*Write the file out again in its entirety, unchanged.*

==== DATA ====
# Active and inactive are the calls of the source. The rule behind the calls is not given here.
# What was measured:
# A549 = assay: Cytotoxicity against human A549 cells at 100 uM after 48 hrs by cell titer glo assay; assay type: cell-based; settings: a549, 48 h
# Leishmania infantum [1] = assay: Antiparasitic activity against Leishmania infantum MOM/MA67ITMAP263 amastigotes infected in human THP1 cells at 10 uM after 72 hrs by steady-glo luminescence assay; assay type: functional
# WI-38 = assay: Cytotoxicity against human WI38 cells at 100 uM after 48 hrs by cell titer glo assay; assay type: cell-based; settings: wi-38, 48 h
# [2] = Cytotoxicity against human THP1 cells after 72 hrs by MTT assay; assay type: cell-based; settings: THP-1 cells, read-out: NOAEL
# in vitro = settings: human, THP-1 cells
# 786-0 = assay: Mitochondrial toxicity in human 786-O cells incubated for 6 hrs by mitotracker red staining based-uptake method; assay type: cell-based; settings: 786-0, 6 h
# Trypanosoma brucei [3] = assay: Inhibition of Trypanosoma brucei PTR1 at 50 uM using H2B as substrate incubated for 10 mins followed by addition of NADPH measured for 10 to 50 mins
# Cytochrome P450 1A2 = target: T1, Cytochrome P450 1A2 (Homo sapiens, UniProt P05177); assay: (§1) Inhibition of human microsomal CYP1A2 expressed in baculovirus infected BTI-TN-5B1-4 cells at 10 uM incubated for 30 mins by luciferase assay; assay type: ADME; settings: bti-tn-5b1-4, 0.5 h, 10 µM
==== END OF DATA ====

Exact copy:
# Active and inactive are the calls of the source. The rule behind the calls is not given here.
# What was measured:
# A549 = assay: Cytotoxicity against human A549 cells at 100 uM after 48 hrs by cell titer glo assay; assay type: cell-based; settings: a549, 48 h
# Leishmania infantum [1] = assay: Antiparasitic activity against Leishmania infantum MOM/MA67ITMAP263 amastigotes infected in human THP1 cells at 10 uM after 72 hrs by steady-glo luminescence assay; assay type: functional
# WI-38 = assay: Cytotoxicity against human WI38 cells at 100 uM after 48 hrs by cell titer glo assay; assay type: cell-based; settings: wi-38, 48 h
# [2] = Cytotoxicity against human THP1 cells after 72 hrs by MTT assay; assay type: cell-based; settings: THP-1 cells, read-out: NOAEL
# in vitro = settings: human, THP-1 cells
# 786-0 = assay: Mitochondrial toxicity in human 786-O cells incubated for 6 hrs by mitotracker red staining based-uptake method; assay type: cell-based; settings: 786-0, 6 h
# Trypanosoma brucei [3] = assay: Inhibition of Trypanosoma brucei PTR1 at 50 uM using H2B as substrate incubated for 10 mins followed by addition of NADPH measured for 10 to 50 mins
# Cytochrome P450 1A2 = target: T1, Cytochrome P450 1A2 (Homo sapiens, UniProt P05177); assay: (§1) Inhibition of human microsomal CYP1A2 expressed in baculovirus infected BTI-TN-5B1-4 cells at 10 uM incubated for 30 mins by luciferase assay; assay type: ADME; settings: bti-tn-5b1-4, 0.5 h, 10 µM